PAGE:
I budgeted five minutes for my chat with Amelia about copy needs but we’re now verging on 15. She’s sitting in my chair showing me something on my computer while I hover behind her until she tells me to sit down beside her. I cover my mouth and she asks me if her breath smells bad and I confess that, no, I just had to quietly burp. She looks relieved. I try to pay attention to what she’s showing me but I’m distracted by the open container of yogurt I brought to my desk and planned to eat but then five minutes turned into 15 and who knows how much longer that yogurt will sit there warming itself under the fluorescent ceiling lights? I discreetly pick it up and put it back in the office fridge. Then I go sit back down on (half of) my chair.
I’m working on MR’s spring trend report but I keep getting distracted by my email. Why is checking email more addicting than, I don’t know, oat milk? I’m not abiding by Morgenstern’s instructions to set aside a regular time to look at my inbox. I decide to go full tunnel vision on the trend report and then devote a full hour to checking and cleaning out my email at 5:30 p.m. I set an alarm (another Morgenstern hack!) to remind me. I make the ringtone “By the Seaside” because I’m delightful.
The dulcet tones of “By the Seaside” ring out right on schedule. I shut it off a little too quickly and Nora says, “Aw man!” I’ve never felt better about my career path.
I had 139 emails in my inbox an hour ago and now I have 16. I can’t rest on my laurels for too long though because dinner is fast approaching and time is of the essence and great news time puns are always a slam dunk when you’re writing a time diary.
I arrive at the restaurant Freeman’s for the dinner party I’m attending tonight — a celebratory gathering to commemorate a collaboration between stationery brand Papier and artist Luke Edward Hall. I’m relieved Edith is there too because small talk tends to fall into the high-concentration task bucket for me. I am much more excited about the prospect of looking someone straight in the eyeballs and asking them about their relationship with their mom than I am in weather-related chit chat, but unfortunately the former isn’t a typical entry point to getting to know people.
We sit down for dinner (15 minutes late, since you know I’m keeping track). Everyone is super nice. I feel myself relaxing. I eat some table grapes while we wait for the food to come. I wish all tables came with grapes.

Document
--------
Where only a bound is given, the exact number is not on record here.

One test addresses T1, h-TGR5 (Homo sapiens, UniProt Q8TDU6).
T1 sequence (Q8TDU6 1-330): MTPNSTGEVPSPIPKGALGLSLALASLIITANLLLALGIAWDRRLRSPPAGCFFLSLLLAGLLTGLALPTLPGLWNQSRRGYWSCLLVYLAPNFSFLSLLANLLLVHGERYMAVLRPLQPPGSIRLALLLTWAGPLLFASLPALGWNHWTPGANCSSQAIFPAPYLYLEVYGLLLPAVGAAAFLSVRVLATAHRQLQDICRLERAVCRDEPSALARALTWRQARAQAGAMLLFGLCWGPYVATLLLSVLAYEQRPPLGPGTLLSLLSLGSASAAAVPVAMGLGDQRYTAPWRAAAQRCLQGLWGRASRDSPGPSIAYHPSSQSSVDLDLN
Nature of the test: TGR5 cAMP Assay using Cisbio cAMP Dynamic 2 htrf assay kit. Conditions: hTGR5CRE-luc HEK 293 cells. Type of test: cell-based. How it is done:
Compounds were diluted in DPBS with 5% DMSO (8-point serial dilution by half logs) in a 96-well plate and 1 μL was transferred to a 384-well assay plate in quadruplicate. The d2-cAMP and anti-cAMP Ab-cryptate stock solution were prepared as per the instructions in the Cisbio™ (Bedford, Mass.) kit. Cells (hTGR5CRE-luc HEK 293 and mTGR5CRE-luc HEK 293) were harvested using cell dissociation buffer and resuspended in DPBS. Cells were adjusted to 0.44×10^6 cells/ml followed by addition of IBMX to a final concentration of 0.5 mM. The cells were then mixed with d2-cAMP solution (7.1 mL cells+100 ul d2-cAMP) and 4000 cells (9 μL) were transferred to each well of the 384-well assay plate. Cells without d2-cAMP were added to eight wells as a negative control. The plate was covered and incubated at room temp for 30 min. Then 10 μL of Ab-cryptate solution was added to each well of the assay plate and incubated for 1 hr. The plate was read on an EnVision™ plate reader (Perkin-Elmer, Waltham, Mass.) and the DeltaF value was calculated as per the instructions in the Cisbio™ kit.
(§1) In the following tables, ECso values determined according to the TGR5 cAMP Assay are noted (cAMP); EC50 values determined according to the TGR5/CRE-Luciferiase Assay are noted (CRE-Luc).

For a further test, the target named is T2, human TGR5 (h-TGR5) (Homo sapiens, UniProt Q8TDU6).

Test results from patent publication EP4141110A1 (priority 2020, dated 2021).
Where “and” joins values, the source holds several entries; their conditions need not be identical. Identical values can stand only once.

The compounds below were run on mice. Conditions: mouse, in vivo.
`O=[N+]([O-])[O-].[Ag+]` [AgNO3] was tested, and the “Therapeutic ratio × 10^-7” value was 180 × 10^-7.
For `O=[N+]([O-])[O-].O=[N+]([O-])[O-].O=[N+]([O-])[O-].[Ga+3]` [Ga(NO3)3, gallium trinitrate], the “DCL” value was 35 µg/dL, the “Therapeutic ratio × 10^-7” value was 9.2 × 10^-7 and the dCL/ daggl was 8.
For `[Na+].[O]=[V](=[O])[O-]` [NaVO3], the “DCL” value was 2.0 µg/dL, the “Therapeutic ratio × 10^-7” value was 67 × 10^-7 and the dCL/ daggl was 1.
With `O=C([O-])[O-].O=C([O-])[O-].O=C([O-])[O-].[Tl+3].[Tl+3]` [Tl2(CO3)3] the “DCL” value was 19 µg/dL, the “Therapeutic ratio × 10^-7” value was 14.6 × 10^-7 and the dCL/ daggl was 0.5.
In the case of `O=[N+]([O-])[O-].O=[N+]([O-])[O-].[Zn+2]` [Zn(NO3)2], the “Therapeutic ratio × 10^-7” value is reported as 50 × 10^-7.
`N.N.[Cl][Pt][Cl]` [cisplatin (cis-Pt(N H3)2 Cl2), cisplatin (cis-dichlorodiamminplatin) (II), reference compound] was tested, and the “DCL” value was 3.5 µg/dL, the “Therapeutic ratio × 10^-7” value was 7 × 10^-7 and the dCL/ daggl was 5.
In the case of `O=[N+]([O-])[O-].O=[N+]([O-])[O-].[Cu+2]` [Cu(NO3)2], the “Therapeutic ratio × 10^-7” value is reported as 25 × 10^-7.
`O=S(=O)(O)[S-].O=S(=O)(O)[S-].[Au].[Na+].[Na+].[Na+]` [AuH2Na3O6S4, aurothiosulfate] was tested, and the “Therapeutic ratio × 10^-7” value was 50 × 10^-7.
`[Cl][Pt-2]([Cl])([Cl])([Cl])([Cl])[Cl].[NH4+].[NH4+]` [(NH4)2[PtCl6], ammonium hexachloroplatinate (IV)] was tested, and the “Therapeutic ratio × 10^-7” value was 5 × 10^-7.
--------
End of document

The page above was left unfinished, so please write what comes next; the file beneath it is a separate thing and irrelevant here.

I’m still at dinner! It’s a lot of fun (I’m really enjoying learning about my seatmate’s vintage jewelry collection) but also continuing longer than expected. I’m about to lose an hour in my time diary and I want to take a moment to mourn that, respectfully. I wash the moment down with a bite of chocolate tart.
I’m home. I don’t have time to catch up on any leftover work (like writing this time diary, ahem), hang out with my roommates and/or read articles on my computer for funzies because I need to get ready for bed. I shower, put on my pajamas, climb under my covers, check my phone and realize I still need to respond to Austin’s texts from earlier that evening. I call him instead to save time. Sometimes talking is easier than typing. He sounds tired. I’m jealous.
I’ve been reading for an hour but I’m still not tired AT ALL. I pop a melatonin and that does the trick. As I begin to drift off, I ponder whether I’ve successfully become more of a time realist over the course of the day. I’m definitely more aware of time and how impossible it is to control, I think. I’m also a newly minted fan of placing my to-dos in concentration buckets and arranging them around my consumption of lunch. I probably won’t be able to keep up with Morgenstern’s restrictions around checking email (it’s just too seductive), but if I do ever need to set a hard time limit on something, I’ll definitely make use of the old “By the Seaside” trick. As for planning my day out in advance the night before, I’ll be honest: I don’t know if I’m cut out for that lifestyle. Maybe it’s simply a matter of making it a habit and eventually getting faster at it as it becomes more second-nature, but the act of doing so just seems a little, I don’t know, soul-crushing to me. Maybe I like my time a little stretchy, even if it’s an illusion.
Right before I fall asleep, I get an alert on my phone that I partook in 2 hours and 52 minutes of (unaccounted) screen time today. How timely.
Collage by Louisiana Mei Gelpi.